The United States Secretary of Commerce, Penny Pritzker, will shortly appoint (or re-appoint) four members to the 15-member Board of the First Responder Network Authority (FirstNet).
What should Secretary Pritzker seek in candidates for these appointments? I believe she should find FirstNet Evangelists.
Let me explain.
For the original Board, appointed in 2012, we needed entrepreneurial, “get it started, get it done” Board members with a sense of urgency. We found those, to some extent, in folks like Sam Ginn and Craig Farrill, private enterprise businessmen who had built cellular networks. FirstNet struggled in that first year, however, for a couple reasons: Sam and Craig ran smack dab into the federal government entanglement of bureaucracy and risk aversion. The Board also struggled with “get it started urgently” versus “consult with public safety” to design the network. FirstNet made mistakes in hiring professional staff – Bill D’Agostino as Executive Director and Ali Afrashteh as Chief Technology Officer. Neither had any public safety experience, and each had personal foibles and weaknesses (such as the lack of ability to speak coherently in public) which contributed to the difficulties FirstNet encountered in 2013.
Luckily, FirstNet is mostly back on track, thanks to the leadership combination of private company entrepreneur Sue Swenson and all-around utility player and Acting General Manager T. J. Kennedy.
Today the FirstNet train is definitely steaming down the track and the timetable for its future stops on that railroad to public safety wireless nirvana are visible. I think those milestones are probably:
But there is a huge disconnect in this timetable.
Most states have been actively engaging their stakeholders for two years or more. In Washington we’ve attended or conducted over 180 meetings over two years with police and fire chiefs, Mayors and city managers, cops and firefighters and transportation officials. We’ve told them FirstNet is coming, we’ve listened to their problems and concerns, we’ve generated excitement and skepticism.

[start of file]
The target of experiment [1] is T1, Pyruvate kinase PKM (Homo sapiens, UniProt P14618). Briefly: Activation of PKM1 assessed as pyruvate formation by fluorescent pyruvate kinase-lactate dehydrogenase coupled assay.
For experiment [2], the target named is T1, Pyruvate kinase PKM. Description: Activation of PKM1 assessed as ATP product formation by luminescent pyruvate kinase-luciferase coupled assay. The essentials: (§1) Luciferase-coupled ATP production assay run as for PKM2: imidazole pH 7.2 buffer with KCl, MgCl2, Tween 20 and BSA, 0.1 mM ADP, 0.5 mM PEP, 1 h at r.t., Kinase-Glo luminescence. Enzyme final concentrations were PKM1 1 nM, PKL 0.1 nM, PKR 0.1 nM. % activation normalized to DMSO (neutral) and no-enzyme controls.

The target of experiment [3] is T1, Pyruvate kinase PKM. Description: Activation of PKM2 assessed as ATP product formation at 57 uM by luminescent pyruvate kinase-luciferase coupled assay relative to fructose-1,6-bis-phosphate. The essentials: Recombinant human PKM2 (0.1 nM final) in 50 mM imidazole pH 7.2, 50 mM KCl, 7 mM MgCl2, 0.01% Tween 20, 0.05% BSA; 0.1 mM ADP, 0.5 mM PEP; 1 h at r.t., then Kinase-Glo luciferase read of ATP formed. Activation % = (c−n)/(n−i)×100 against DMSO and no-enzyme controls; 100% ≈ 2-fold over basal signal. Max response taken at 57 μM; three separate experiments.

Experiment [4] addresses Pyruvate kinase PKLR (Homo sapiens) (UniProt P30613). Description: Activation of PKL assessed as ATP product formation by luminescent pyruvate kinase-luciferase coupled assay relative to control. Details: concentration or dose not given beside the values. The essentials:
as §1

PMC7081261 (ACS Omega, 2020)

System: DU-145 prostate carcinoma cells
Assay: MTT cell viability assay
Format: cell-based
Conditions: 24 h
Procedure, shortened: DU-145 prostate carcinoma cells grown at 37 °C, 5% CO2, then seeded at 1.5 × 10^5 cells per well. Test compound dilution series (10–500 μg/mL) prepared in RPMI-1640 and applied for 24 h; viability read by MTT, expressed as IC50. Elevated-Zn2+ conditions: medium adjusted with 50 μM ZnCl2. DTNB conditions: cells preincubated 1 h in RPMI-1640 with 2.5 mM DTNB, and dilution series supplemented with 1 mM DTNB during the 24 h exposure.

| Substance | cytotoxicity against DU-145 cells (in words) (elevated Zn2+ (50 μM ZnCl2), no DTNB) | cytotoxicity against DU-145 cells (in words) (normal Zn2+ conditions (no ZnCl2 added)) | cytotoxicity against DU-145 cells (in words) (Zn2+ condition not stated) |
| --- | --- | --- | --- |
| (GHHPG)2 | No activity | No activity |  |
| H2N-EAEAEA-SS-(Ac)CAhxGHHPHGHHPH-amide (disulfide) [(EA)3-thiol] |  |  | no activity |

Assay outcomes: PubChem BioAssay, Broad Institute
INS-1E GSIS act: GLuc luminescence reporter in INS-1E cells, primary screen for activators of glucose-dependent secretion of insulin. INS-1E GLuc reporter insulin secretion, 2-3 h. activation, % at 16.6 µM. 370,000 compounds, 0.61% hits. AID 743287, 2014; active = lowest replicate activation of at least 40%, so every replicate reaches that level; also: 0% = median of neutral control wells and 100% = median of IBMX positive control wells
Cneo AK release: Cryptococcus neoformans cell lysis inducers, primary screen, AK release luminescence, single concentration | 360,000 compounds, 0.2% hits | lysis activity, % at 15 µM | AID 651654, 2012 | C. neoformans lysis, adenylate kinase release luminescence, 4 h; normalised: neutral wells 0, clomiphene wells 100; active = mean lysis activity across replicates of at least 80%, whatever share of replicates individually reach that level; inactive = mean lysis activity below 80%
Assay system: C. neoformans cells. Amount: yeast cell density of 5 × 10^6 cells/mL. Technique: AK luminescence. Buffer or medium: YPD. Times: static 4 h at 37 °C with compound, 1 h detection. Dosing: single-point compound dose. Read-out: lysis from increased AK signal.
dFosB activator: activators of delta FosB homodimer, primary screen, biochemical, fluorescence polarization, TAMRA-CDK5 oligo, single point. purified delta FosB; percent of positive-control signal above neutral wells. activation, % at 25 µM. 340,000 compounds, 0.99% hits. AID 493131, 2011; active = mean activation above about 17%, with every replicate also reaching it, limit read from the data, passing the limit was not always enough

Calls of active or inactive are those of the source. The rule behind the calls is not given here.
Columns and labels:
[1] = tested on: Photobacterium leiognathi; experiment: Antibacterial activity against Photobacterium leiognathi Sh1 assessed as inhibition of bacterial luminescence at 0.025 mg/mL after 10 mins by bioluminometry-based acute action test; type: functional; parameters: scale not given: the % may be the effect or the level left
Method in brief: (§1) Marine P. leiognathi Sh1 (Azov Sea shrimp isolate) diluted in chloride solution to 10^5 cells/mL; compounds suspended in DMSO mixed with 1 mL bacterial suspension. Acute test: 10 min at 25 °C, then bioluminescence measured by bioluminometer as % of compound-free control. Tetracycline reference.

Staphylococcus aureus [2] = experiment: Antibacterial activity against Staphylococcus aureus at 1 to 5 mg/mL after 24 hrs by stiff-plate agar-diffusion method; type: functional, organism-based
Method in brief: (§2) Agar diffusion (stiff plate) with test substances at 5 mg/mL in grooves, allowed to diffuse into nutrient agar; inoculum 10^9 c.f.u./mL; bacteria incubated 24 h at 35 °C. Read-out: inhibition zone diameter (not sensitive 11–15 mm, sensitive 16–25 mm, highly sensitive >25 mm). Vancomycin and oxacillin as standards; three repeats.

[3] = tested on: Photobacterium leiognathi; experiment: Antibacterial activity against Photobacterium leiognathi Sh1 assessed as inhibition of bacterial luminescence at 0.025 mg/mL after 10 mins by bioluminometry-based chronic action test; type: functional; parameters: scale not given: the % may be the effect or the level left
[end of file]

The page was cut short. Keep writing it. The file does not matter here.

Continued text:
But shortly very little will be happening visible to these key FirstNet stakeholders. From mid-2015 to mid-2017 FirstNet is going to be focusing on their RFP, getting vendor responses, evaluating them. This is all internal stuff, bureaucratic process, federal procurement details. And it must be kept (mostly) secret.
How do we keep the “Fires of FirstNet” burning for our public safety stakeholders?
Two years from now, when the apparent successful vendors are chosen, we’ll need those stakeholders to help FirstNet build its State Plan. Can we keep interest knowing nothing will really be delivered for three more long years? In three years there will be many elections. Mayors and County Commissioners and other leaders will change. Probably a third of our police and fire chiefs will resign, retire or be replaced.
How do we keep those fires alive during this hiatus?
First, we have to paint a future vision protecting the public in a FirstNet world. This vision could include inspiring video such as this one about fighting wildfires with excellent information and great technology. It will include the Internet of Things where sensors in the world and devices on responders (such as body-worn video) are used in response. It could just be a simple catalog of the many powerful and interesting apps already being used by some responders in their work.
But a vision is useless without inspiring Evangelists to paint that vision.
That’s where the FirstNet Board comes in.
FirstNet needs a Board with inspiring leaders and a proven track record innovating in technology. Sue Swenson and Vice-Chair Jeff Johnson are two examples of innovators with an ability to inspire. Former Vermont Governor Jim Douglas and Kevin McGinnis are also terrific Evangelists for the FirstNet message with elected officials and tribal nations, respectively. There may be others on the Board who get out and spread the word, but most Board members seem to be invisible to those of us working in the field.
Every future Board member must have the time and ability to articulate this vision.
Furthermore Board members should mix it up a little. Typically the commercial members of the FirstNet Board speak to conferences of vendors and commercial companies while the public safety members speak to associations and conferences of public safety officials. Public safety associations need to hear from those commercial members, and, at the same time, those commercial members need to listen to public safety officials visibly and publicly at their conferences. Sue Swenson does this, but we need more commercial Board members willing to bring the vision to public safety and listen to first responders, thereby helping to shape the vision.
Active, engaged FirstNet Board members mean the Fires of FirstNet will continue to burn while the federal bureaucracy grinds through its procurement process.
This story originally appeared on The Chief Seattle Geek Blog.